Higher Geography: Environmental Interactions

By Selmes, Ian | Teaching Geography, Autumn 2007 | Go to article overview
Save to active project

Higher Geography: Environmental Interactions


Selmes, Ian, Teaching Geography


Higher Geography: Environmental Interactions Martin Duddin, David Russell, Oliver Bray, Jim Bruce, Morven Archer and Gordon Lobban £16.99 Paisley: Hodder Gibson, 2006 Pb, 216pp, 21x27.5cm ISBN 978 0340 915844

Before long, changing specifications in England will mean a reduction in the number offered by each examination board. Subject matter in schools will also be narrowed in linked textbooks. As so often in the past, a look across the border to Scotland can provide both guidance for the future and some refreshing study materials for geographers to use in the classroom.

Scottish Higher Geography consists of three units of study: physical environments, human environments and environmental interactions. The third has six options, of which a student will study two. This largely revised second edition textbook considers the four most popular options: rural land resources, rural land degradation, urban change and its management, and development and health. Each of these options gives a flavour of the units in the next version of AS/A2 courses, wherein traditional topics such as glaciation and development are studied in a geographical context, such as land resources and quality of life. River basin management in either Africa or North America and European regional inequalities are the other options that teachers generally do not consider have appeal to students.

This full-colour book has up-to-date photographs, clearly constructed sketch maps, annotated flow, block and 2D diagrams, as well as graphs. The variety and clarity of layout make for easy understanding. Every few pages there are question boxes that reinforce and highlight key language, relationships and skills.

The rest of this article is only available to active members of Questia

Sign up now for a free, 1-day trial and receive full access to:

  • Questia's entire collection
  • Automatic bibliography creation
  • More helpful research tools like notes, citations, and highlights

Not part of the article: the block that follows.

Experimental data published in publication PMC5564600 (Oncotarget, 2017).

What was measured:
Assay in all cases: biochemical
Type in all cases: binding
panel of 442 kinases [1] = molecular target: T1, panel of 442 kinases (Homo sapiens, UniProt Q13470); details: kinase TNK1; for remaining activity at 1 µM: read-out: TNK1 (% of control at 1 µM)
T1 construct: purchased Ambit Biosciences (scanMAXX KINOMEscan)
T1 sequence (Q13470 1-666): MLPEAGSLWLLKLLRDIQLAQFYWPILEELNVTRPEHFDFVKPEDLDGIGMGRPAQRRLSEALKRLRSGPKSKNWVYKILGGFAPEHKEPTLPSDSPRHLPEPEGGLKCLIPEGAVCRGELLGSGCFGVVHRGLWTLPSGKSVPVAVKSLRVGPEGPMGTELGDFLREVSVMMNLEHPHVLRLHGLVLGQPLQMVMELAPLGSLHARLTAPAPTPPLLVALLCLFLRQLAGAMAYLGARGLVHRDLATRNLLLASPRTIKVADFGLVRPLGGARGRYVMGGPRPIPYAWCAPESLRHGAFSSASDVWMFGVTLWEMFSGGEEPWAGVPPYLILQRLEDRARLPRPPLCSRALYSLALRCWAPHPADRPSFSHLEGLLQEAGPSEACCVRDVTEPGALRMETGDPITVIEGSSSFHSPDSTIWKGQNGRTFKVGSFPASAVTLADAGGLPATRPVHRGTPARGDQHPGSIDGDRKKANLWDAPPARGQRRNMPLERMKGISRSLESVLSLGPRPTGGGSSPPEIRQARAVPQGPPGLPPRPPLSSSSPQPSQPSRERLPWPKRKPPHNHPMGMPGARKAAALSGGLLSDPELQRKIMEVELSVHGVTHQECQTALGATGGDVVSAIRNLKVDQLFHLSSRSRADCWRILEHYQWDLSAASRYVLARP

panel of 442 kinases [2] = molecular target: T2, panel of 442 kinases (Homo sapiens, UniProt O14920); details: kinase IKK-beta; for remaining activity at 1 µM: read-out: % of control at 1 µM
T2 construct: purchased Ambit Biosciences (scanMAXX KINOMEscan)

• Ad-free environment

Already a member? Log in now.

Notes for this article

Add a new note
If you are trying to select text to create highlights or citations, remember that you must now click or tap on the first word, and then click or tap on the last word.
Loading One moment ...
Project items
Notes
Cite this article

Cited article

Style
Citations are available only to our active members.
Sign up now to cite pages or passages in MLA, APA and Chicago citation styles.

Cited article

Higher Geography: Environmental Interactions
Settings

Settings

Typeface
Text size Smaller Larger
Search within

Search within this article

Look up

Look up a word

  • Dictionary
  • Thesaurus
Please submit a word or phrase above.
Print this page

Print this page

Why can't I print more than one page at a time?

While we understand printed pages are helpful to our users, this limitation is necessary to help protect our publishers' copyrighted material and prevent its unlawful distribution. We are sorry for any inconvenience.
Full screen

matching results for page

Cited passage

Style
Citations are available only to our active members.
Sign up now to cite pages or passages in MLA, APA and Chicago citation styles.

Cited passage

Welcome to the new Questia Reader

The Questia Reader has been updated to provide you with an even better online reading experience.  It is now 100% Responsive, which means you can read our books and articles on any sized device you wish.  All of your favorite tools like notes, highlights, and citations are still here, but the way you select text has been updated to be easier to use, especially on touchscreen devices.  Here's how:

1. Click or tap the first word you want to select.
2. Click or tap the last word you want to select.

OK, got it!

Thanks for trying Questia!

Please continue trying out our research tools, but please note, full functionality is available only to our active members.

Your work will be lost once you leave this Web page.

For full access in an ad-free environment, sign up now for a FREE, 1-day trial.

Already a member? Log in now.

Are you sure you want to delete this highlight?